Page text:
Saudi Arabia Calls for US To ‘Avoid Escalation’ in Yemen

The US and UK hit Yemen with dozens of bombs, and Houthis vow to respond

Saudi Arabia is asking the White House to show restraint in Yemen and avoid further escalating fighting with the Houthis. Riyadh is one of Washington’s closest partners in the Middle East and has been at war with the Houthis for nine years but is nearing an agreement to end the war with Saana.

On Thursday, the US and UK targeted 16 sites in Yemen with at least 60 rockets and missiles. Pentagon spokesman Patrick Ryder claimed the strikes had a “good effect.” Yemeni officials say the bombs did minor damage and killed five figures. Houthi leaders pledged to respond to the US and UK attacks.

A White House statement after the attack warned that Biden “will not hesitate to direct further measures to protect our people and the free flow of international commerce, as necessary.” However, Saudi Arabia expressed “great concern” about the Western airstrikes and called for “self-restraint and to avoid escalation.”

Riyadh is one of Washington’s core partners in the Middle East. Saudi Arabia went to war with Yemen in 2015 after the Houthis seized power. The US backed the Saudi war in Yemen, providing Riyadh with weapons, intelligence, and logistical support in the war.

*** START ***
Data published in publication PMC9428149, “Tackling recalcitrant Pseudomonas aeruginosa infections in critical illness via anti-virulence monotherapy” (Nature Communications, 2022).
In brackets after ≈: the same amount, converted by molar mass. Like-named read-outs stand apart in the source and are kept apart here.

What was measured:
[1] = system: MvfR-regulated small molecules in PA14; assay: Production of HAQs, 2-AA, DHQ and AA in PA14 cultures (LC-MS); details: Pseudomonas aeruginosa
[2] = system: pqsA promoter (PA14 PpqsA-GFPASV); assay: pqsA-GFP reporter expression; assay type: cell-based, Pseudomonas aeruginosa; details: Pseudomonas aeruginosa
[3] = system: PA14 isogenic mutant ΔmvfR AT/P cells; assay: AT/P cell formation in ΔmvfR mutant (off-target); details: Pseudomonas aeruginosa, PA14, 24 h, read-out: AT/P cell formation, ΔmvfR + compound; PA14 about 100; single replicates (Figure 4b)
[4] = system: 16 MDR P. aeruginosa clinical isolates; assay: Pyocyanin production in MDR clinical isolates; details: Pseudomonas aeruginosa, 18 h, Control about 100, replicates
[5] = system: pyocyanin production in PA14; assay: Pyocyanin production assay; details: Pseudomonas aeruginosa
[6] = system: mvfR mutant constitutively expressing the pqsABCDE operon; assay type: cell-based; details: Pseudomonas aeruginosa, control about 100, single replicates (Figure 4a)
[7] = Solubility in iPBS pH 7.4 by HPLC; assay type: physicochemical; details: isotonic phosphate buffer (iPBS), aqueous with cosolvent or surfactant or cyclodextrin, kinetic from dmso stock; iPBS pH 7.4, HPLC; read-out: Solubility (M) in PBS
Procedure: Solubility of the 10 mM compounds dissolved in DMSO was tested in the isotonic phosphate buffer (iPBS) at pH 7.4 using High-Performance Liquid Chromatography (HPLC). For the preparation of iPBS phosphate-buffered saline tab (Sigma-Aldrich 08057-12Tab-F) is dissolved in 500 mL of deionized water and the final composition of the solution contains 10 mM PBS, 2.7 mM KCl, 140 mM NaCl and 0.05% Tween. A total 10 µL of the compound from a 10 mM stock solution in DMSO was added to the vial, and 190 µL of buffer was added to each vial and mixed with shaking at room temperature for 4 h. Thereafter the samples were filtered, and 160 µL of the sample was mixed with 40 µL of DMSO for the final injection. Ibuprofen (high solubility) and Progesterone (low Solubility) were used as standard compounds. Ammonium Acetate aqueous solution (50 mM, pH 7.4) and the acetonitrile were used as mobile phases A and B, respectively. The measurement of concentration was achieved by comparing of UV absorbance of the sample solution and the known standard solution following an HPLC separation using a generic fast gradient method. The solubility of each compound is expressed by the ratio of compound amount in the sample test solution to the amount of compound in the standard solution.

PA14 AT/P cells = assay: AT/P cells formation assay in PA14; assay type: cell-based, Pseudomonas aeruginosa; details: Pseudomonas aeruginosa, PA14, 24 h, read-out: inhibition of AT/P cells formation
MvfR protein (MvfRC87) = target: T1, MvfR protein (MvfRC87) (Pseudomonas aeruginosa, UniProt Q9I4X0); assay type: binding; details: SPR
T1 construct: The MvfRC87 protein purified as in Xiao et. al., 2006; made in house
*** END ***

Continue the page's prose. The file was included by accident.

The Saudi war in Yemen targeted large portions of Yemen’s civilian infrastructure, creating a grave humanitarian crisis. At least 377,000 Yemenis died in the Saudi-led war. Contributing to the starvation that claimed the lives of tens of thousands of children was a blockade of Yemen, enforced by the US and Saudi Arabia.

A ceasefire brought cross-border attacks between Saudi Arabia and Yemen to an end in 2022. The UN reports that the Houthis are now nearing a peace agreement with Riyadh that would bring the war to a conclusion. If the US continues to strike Yemen by hitting targets in the Middle East and East Africa, including those in Saudi Arabia, this may well bring the fragile truce in Yemen to an end.

Kyle Anzalone is the opinion editor of, news editor of the Libertarian Institute, and co-host of Conflicts of Interest.